Lots of times when we have stomach problems we don’t know what to blame. Maybe it’s the onions that are to blame. Onions absorb bacteria is the reason they are so good at preventing us from getting colds and flu’s and is the very reason we shouldn’t eat an onion that has been sitting for a time after it has been cut open!

Take it from Ed:

Ed is a chemistry expert and is involved in developing most of the sauce formula. He’s even developed sauce formula for McDonald’s. (Dear Ed: Mixing pickle relish with mayo is NOT a sauce formula. It is an accident.)

Keep in mind that Ed is a food chemistry whiz. (Granted, I am not sure if Ed was granted this title based on his McDonald’s secret sauce formula, or from other unmentioned accomplishments. However, I am sure he is highly qualified in these matters.)   Someone asked Ed if we really needed to worry about mayonnaise. People are always worried that mayonnaise will spoil. Ed’s answer will surprise you. Ed said that all commercially made Mayo is completely safe and “doesn’t even have to be refrigerated.”

You hear THAT everyone? You have been refrigerating mayonnaise for years… for NOTHING! You could have kept it right by your bed at night all this time for snacking. Suckers!

Ed says that  when food poisoning is reported, the first thing the officials look for is when the ‘victim’ last ate ONIONS and where those onions came from (in the potato salad?).   Ed says it’s not the mayonnaise that spoils in the outdoors. It’s probably the Onions.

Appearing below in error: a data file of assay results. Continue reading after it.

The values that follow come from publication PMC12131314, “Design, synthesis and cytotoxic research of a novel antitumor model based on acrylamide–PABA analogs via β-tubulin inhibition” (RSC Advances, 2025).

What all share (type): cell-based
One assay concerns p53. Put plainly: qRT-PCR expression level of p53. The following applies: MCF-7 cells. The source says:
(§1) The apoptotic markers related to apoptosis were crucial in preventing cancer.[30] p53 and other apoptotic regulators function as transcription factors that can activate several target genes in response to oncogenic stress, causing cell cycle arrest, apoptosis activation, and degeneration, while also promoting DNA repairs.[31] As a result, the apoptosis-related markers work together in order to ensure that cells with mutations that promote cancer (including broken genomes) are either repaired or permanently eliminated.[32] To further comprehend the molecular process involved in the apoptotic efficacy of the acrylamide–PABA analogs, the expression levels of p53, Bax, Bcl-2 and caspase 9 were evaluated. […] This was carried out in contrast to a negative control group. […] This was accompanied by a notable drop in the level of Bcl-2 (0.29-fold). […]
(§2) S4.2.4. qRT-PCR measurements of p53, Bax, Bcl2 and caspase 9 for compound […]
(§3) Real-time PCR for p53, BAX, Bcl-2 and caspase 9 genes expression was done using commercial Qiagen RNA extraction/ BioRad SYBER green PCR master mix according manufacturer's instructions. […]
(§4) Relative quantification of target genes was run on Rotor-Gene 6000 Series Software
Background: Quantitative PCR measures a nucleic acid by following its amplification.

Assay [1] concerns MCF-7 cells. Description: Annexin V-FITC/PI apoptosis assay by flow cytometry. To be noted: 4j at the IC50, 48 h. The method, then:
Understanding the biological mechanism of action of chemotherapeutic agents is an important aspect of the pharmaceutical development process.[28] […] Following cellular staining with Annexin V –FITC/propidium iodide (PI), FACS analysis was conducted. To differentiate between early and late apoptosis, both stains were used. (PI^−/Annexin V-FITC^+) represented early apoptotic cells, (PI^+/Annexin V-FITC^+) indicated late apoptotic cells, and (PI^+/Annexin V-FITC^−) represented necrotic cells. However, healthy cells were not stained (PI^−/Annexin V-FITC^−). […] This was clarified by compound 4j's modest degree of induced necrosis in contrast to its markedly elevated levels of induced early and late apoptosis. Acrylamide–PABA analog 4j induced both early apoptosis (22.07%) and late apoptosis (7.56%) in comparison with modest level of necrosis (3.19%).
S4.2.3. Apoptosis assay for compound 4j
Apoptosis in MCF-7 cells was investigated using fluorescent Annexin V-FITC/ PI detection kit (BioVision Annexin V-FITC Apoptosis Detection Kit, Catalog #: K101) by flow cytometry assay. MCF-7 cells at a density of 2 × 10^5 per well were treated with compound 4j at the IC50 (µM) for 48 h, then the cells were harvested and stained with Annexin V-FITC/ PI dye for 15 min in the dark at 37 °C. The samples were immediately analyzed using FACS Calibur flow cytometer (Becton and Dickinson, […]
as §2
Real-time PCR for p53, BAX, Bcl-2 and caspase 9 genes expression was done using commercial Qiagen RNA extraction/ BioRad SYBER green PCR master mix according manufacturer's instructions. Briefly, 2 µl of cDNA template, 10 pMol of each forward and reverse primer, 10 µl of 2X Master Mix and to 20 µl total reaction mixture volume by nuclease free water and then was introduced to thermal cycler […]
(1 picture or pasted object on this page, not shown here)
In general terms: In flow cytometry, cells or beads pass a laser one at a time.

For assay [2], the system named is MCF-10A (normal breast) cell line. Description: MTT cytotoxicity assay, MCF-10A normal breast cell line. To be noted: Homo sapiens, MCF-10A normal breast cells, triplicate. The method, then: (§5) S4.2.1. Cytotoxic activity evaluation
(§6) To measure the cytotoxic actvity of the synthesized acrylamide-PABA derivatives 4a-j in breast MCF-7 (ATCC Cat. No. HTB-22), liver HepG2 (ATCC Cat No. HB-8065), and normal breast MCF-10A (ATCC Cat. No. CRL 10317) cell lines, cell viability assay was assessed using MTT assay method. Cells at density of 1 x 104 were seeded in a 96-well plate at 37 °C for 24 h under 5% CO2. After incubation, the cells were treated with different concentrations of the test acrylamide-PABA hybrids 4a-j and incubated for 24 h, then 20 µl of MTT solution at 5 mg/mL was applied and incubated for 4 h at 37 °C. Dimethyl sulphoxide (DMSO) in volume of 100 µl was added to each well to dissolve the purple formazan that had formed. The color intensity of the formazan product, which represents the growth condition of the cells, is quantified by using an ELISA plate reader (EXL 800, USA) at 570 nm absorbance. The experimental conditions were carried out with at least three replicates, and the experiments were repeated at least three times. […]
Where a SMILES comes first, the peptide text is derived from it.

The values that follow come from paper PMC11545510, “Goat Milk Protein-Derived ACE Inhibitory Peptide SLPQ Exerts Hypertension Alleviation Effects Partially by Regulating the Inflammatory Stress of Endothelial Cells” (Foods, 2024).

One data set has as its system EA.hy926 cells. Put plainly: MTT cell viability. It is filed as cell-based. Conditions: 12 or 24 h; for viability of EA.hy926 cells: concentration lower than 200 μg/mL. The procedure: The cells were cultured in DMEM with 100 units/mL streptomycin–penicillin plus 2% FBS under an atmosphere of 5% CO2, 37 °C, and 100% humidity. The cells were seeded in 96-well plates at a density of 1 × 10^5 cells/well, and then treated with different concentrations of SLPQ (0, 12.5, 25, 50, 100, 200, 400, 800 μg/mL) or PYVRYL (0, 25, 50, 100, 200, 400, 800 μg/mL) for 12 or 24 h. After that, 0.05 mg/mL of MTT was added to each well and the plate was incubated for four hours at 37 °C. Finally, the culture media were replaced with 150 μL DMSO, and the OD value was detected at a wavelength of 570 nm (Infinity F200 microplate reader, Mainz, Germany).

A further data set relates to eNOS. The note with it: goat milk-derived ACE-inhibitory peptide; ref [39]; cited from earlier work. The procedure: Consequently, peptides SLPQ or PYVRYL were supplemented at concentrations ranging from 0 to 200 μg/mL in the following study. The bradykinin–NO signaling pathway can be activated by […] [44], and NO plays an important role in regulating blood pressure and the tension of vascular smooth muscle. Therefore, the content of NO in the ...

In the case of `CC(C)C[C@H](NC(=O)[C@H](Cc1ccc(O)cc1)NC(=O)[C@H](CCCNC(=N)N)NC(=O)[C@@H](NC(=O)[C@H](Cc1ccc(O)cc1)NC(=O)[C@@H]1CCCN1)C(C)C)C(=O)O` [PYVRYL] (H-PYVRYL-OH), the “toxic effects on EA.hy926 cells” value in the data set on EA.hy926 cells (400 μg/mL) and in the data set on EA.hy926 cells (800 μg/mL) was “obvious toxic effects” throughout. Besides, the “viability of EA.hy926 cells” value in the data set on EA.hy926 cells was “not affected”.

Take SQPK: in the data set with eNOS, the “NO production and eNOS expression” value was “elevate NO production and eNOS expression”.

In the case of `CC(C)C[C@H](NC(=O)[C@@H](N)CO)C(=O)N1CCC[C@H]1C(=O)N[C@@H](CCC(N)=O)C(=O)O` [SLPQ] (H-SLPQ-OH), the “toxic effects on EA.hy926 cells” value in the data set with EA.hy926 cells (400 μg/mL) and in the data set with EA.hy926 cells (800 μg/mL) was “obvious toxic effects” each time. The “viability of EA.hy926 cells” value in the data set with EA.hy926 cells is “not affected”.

He explained, onions are a huge magnet for bacteria, especially uncooked onions. You should never plan to keep a portion of a sliced onion.. He says it’s not even safe if you put it in a zip-lock bag and put it in your refrigerator.

So, there you have it. Onions are certain death. If you want to kill someone, but a zip-lock bag of cut-up onions in their refrigerator. Then you should steal their mayonnaise, just in case. It is apparently going to take you forever to kill them with mayonnaise.

Please wear this shirt to warn others. Unless, of course, you are using onions to kill them.

I feel uncomfortable having the onions on my desk now that I know they are trying to kill me. I am going to stick with the cut up rutabagas. And, of course, the jars of mayonnaise.

Thanks, Ed! We all owe you one.

This shirt is for you, Ed. I am assuming you don't get proper recognition for your accomplishment.

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About lgalaviz
All of this hardly seems necessary.

23 Responses to Onions: Friend or FOE?

  1. Debihen says:

    This info, along with my mom’s warning about olives being “tricky” have made me leary to eat anything. Upon reflection though it’s a pretty safe bet I can eat mayo without a problem. I am following your example Lisa and surrounding my desk with onions. If it kept the people I work with at bay, I’m willing to risk onion poisoning.